The Irish: Realistic, Complex, Admirable Scorsese | Culture

Al Pacino, like Jimmy Hoffa, and Robert De Niro, who plays Frank Sheeran, in ‘The Irishman’. In the video, Boyero talks about the movie.

The final testament of that Italian-American crowded with talent called Martin Scorsese on the dark and paradoxically very seductive universe of the Mafia lasts three and a half hours, abusive footage in too many cases. In my case, I would not mind if it was longer, since I feel hypnotized from beginning to end, although at the start I feel puzzled by the digitization of the faces of the protagonists (the affective develops over 40 years, murky and very complex relationship between Don Bufalino, Irish killer Frank Sheeran, and trade unionist Jimmy Hoffa). And the final part, speaking of the sunset, the physical and mental devastation, that which Chandler when speaking of a long goodbye defined with lyricism and lucidity as “sad, lonely and final”, seems to me one of the great outcomes of film history .

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THE IRISH

Address: Martin Scorsese.

Interpreters: Robert De Niro, Al Pacino, Joe Pesci, Stephen Graham.

Genre: thriller. USA, 2019.

Duration: 209 minutes.

And there was glamor and magnetic power, even if it spoke of delectable types, in the admirable portraits that Scorsese had made about various mafias, with originality but also with babbling and tone between sickly and mystical in Bad streets, and with absolute teaching in One of ours , Casino, Gangs of New York and Infiltrates. However, the Irish characters have little fascination for me, described by screenwriter Steven Zaillian and Scorsese with a desire for absolute realism, closer to the grayness of the real world than to the fascinating elements that suit fiction and the great show. Neither their clothes, their houses, their expressiveness or their dialogues have a vocation to dazzle the receiver, they adjust to how they should be and seem, without concessions to the mythification. But it is impossible at any time to disregard them and what is happening to them. Scorsese’s ancestral prodigious camera makes virguerías only when history needs those planes. Like Hitchcock and Keaton, his glorious ancestors in creating visual forms that leave you breathless, he does not claim empty exhibitionism but uses that powerful language to convey emotions. But there is no such baroque and vertigo in most sequences. Terrible things happen, the murders are filmed dry, they must look a lot like reality (Hoffa gives a shout when he feels the impact of the bullets), the conversations between the honorable of the society have twists, keys, silences and looks very eloquent, but never pretend to be bright. Scorsese never plays with the spectator, he does not cheat him to have him hooked. He uses other artistic resources so that he is never absent from what he is seeing and hearing. I speak, as always, in the first person. That is, being a compulsive smoker I do not remember tobacco in those 209 minutes that pass very quickly. No other physiological need related to the bladder and prostate makes me miss a few minutes of this film for something as human as going to the toilet.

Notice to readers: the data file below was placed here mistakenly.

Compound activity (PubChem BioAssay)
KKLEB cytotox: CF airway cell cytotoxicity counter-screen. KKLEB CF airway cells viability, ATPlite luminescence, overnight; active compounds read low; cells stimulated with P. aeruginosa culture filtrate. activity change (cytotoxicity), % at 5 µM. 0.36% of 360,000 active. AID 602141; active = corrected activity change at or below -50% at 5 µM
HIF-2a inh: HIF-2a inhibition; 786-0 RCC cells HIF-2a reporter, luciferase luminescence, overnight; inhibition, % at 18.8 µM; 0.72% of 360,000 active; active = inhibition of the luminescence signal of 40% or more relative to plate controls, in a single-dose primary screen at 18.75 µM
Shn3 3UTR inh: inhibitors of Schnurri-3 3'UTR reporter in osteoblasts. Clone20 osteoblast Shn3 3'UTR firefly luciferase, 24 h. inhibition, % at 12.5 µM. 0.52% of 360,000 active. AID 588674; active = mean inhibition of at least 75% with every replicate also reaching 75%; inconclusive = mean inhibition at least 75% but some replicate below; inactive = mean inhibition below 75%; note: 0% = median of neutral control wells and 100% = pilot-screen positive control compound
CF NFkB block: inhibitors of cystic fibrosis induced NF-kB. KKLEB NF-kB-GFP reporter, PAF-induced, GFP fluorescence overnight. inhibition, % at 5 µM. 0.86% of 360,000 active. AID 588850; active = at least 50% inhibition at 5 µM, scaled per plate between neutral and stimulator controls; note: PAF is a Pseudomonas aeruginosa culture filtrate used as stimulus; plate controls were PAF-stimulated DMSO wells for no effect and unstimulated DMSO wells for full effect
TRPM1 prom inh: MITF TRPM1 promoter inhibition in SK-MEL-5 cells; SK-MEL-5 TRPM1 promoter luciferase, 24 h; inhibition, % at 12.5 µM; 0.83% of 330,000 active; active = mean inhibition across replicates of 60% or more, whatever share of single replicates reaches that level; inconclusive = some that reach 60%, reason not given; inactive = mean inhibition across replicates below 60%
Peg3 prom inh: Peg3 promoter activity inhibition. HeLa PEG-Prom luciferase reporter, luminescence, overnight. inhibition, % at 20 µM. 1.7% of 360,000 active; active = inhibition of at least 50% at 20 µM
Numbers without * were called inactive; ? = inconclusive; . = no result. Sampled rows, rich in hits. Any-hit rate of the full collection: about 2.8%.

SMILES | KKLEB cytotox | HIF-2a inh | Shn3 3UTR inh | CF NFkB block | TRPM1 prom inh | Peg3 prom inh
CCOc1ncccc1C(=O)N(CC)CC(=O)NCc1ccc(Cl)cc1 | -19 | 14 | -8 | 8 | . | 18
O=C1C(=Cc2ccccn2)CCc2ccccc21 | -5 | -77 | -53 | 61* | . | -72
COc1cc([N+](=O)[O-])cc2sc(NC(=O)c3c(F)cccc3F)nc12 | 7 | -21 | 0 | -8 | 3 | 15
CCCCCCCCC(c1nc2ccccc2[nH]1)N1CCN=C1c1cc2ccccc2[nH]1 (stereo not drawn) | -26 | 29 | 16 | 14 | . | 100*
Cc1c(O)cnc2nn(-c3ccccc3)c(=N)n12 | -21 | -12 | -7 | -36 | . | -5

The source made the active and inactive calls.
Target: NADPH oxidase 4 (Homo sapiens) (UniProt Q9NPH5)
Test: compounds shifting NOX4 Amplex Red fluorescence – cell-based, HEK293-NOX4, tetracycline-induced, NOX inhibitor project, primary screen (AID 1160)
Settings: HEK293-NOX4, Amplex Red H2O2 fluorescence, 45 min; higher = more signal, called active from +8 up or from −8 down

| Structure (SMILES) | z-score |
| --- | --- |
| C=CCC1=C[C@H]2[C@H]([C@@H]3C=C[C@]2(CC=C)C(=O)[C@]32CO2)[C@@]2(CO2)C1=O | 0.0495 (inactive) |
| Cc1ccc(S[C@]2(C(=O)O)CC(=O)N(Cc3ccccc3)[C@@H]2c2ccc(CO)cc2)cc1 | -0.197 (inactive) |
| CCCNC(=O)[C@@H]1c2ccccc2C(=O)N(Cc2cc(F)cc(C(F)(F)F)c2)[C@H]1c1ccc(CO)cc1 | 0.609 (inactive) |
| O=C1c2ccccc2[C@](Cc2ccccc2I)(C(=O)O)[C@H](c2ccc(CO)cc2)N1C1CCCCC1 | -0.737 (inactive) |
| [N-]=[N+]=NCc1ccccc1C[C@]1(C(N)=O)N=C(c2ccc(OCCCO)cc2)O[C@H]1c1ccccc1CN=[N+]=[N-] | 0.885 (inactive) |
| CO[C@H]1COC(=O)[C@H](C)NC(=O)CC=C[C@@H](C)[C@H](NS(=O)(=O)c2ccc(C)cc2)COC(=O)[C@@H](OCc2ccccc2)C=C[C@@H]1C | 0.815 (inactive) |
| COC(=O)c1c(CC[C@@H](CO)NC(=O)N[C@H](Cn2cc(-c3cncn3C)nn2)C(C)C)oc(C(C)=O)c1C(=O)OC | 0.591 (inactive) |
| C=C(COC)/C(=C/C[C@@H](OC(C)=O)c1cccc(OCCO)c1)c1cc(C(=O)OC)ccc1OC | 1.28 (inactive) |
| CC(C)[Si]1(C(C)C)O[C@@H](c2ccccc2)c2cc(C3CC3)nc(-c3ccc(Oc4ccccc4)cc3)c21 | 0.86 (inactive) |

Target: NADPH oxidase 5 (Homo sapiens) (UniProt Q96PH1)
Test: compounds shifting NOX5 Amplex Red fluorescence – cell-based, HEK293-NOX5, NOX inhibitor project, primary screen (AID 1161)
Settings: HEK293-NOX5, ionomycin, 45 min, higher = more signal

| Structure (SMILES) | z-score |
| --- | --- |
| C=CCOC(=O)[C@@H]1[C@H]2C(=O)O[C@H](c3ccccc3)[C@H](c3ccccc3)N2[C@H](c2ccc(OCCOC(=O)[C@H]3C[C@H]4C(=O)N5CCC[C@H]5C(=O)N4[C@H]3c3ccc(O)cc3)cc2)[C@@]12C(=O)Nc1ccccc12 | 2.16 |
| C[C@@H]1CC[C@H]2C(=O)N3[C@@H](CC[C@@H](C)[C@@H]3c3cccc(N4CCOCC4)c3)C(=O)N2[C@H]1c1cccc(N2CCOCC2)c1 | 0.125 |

Pacino is past at the beginning and in the end it is moving. I can’t stand Robert De Niro in the last decades. Here he is sober, suggestive and perfect in a very difficult character. And every time Joe Pesci appears, that actor capable of expressing many things with minimal gestures, emblem of violence and danger, leaves me amazed. If this film meant Scorsese’s farewell, he will have done it in a big way, at the artistic height of his irreplaceable cinema.

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